Selective Constraints over DNA Sequence

  • G. Cocho
  • L. Medrano
  • P. Miramontes
  • J. L. Rius
Part of the NATO ASI Series book series (NSSB, volume 263)


After the progress derived from Watson and Crick’s DNA structural model [1953], DNA has frequently been thought as a static and rigid polymer rarely disturbed by random mutations. However, the discovery of processes as transposition, hyper-mutability, genetic drive and gene conversion, shows that DNA is genetically more active than our first notion as being only the heredity keeping guard. From a physical point of view, studies of molecular dynamics and molecular structure have shown that DNA is far from being a rigid molecule. Indeed, there do exist several fluctuations in the molecule and the structure is not homogeneous along the polymer. At the evolutive level, the analysis of nucleotide sequence data has shown regularities that make evident selective constraints other than the protein function derived from amino acid sequence. Other selective constraints acting over the genome include protein synthesis kinetics, tRNA availability, mRNA secondary structure and DNA stability. Thus, genome evolution can be conceived as a dynamical and complex system which might be understood by the search of regularities in genomic nucleotide sequences.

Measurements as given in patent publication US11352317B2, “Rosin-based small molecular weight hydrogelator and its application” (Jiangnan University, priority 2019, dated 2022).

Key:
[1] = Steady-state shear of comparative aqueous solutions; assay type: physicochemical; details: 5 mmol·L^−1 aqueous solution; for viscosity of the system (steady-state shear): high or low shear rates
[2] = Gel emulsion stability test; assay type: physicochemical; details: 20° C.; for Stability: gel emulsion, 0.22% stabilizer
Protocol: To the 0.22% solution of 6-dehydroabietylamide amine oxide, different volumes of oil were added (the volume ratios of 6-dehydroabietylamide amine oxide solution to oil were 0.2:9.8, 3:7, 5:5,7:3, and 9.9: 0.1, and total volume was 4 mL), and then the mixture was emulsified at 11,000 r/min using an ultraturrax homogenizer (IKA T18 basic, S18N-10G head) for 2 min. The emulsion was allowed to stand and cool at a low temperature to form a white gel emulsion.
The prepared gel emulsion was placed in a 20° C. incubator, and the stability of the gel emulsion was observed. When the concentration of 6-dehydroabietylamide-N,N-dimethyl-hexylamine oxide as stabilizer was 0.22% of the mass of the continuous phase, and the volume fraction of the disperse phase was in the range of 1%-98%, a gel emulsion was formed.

Selective Constraint mRNA Secondary Structure Deoxyribose Nucleic Acid Eukaryotic Sequence Genomic Nucleotide Sequence 
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Copyright information

© Springer Science+Business Media New York 1991

Authors and Affiliations

  • G. Cocho
    • 1
  • L. Medrano
    • 2
  • P. Miramontes
    • 2
  • J. L. Rius
    • 1
  1. 1.Instituto de FísicaUniversidad Nacional Autónoma de MéxicoMéxicoD. F. Mexico
  2. 2.Facultad de CienciasUniversidad Nacional Autónoma de MéxicoMéxicoD. F. Mexico

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